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74

I suspect your teacher was referring to the FDIV Pentium bug, which led to a large outcry in the media at the time and for which Intel issued a recall. This bug caused floating-point division to return incorrect results in some cases. It didn’t affect only FDIV, some related instructions were affected: the other division and remainder instructions, and FPTAN ...


45

Clock to clock Tualatin Pentium 3 was a lot faster (i.e. a P3 got more done in each clock cycle than a P4). High-end Pentium 3 is available at 1.4 GHz while low-end Pentium 4 is 1.5 GHz so if you compare these extremes P3 is the clear winner. But as time went on, Northwood Pentium 4 1.8 GHz plus DDR 266 memory became common quickly while Intel constrained ...


32

The extra pins were forward-planning, on both Socket 2 and Socket 3. Most of the extra pins are used for power (Vcc) and ground (Vss), which is useful to provide more power to a CPU. The other pins are keys, a new INIT pin (F19), and signals used for enabling and controlling the write-back L1 cache. (See the socket 3 specifications in the 486 family ...


28

Stephen Kitt has already provided a good answer regarding the FDIV bug. I'll fill in some details about Intel employing logicians: Because of this bug, Intel had to replace a lot of processors, which was very expensive. Not wanting to repeat this, they hired a number of computer scientists with background in formal logic to prove the correctness of ...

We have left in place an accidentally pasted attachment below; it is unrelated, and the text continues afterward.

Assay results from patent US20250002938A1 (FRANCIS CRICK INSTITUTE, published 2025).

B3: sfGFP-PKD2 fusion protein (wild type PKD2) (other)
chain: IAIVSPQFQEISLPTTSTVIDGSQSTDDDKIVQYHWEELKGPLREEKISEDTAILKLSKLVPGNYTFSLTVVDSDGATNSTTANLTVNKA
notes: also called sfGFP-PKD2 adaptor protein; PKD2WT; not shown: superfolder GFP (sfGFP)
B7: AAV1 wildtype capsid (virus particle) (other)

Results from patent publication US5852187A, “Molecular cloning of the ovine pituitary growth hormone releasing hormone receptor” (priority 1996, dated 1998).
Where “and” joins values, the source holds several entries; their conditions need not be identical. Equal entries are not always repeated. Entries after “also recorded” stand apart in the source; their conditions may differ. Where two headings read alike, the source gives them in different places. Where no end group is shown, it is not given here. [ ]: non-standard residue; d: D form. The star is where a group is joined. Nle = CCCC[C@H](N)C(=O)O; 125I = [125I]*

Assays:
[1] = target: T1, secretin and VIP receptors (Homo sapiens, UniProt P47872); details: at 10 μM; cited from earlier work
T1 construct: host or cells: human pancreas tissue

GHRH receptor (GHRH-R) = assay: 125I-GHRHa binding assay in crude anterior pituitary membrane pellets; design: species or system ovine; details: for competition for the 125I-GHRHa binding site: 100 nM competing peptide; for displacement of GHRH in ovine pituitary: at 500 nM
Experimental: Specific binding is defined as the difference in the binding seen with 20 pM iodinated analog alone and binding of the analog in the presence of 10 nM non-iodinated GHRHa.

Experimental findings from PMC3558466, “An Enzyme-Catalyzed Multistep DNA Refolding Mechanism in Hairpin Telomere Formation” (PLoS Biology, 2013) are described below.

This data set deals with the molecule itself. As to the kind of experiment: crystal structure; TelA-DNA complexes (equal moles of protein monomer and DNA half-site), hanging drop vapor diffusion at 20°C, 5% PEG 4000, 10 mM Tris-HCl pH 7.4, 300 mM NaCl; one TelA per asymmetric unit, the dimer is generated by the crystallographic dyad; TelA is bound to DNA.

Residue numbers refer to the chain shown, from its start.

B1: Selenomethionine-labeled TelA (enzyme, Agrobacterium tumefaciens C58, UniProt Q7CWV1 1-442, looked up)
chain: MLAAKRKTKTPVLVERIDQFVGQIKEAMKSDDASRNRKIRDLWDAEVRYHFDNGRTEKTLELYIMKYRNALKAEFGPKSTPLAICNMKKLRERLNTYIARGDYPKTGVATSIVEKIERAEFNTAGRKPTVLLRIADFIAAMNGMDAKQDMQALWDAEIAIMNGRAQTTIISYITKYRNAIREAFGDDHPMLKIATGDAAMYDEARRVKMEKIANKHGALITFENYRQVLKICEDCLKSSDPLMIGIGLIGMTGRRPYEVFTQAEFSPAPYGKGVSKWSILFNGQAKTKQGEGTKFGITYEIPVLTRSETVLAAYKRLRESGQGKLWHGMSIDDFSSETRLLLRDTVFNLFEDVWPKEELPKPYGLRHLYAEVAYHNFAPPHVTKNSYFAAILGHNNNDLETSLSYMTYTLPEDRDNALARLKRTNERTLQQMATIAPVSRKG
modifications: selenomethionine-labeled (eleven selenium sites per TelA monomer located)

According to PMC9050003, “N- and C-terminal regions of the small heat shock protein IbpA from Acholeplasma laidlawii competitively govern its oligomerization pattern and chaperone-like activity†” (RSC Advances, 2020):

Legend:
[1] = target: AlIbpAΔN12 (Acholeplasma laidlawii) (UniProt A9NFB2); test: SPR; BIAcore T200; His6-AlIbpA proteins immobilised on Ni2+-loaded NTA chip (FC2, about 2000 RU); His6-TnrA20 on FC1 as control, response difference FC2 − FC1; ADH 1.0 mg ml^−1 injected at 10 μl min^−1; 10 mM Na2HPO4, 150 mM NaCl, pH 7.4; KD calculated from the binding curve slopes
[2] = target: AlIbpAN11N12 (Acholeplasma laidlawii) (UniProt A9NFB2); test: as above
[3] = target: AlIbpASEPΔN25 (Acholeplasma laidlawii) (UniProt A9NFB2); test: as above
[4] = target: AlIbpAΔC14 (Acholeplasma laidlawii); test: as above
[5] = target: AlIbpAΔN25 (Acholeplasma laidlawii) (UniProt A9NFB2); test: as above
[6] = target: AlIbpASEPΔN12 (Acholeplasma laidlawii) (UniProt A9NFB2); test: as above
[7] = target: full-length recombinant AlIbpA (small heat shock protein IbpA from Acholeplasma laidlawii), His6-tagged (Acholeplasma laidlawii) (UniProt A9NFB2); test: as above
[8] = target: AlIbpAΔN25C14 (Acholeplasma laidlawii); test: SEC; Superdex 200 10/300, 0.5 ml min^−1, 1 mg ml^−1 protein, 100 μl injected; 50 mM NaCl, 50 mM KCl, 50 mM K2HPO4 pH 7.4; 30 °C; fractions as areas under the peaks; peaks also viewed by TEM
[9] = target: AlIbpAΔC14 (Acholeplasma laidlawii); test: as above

25

Here’s the list of main technologies used: 4004: 10µm PMOS; 4040: 10µm PMOS; 8008: 10µm PMOS; 8080: 6µm NMOS (faster than PMOS, and TTL-compatible); 8085: 3.2µm NMOS, then HMOS (“H” variants); 8086: 3.2µm NMOS, then HMOS (in three iterations) and CHMOS (static variants); 80186: 3.2µm HMOS and CHMOS; 80286: 1.5µm HMOS (also CMOS, at least from other ...


24

The very earliest, slowest-clocked, Pentium 4 chips were slower than the fastest Pentium IIIs of the time. The PIII was available at 1GHz when the Pentium 4 was introduced, and a 1.5GHz P4 was about the same practical speed: it varied a bit, according to what you were running. However, the P4 was also available in 1.3GHz and 1.4GHz clock-speeds, and those ...


21

I found this page on the motherboard, which says they are some sort of "32-bit external memory card." What are these slots? They are exactly that, memory expansion. This is a rather early 386 board from before memory modules became a thing. The mainboard can be fitted with 1 MiB using 256 KiBit chips (41256), so any expansion has to go on cards. With (AT)...


20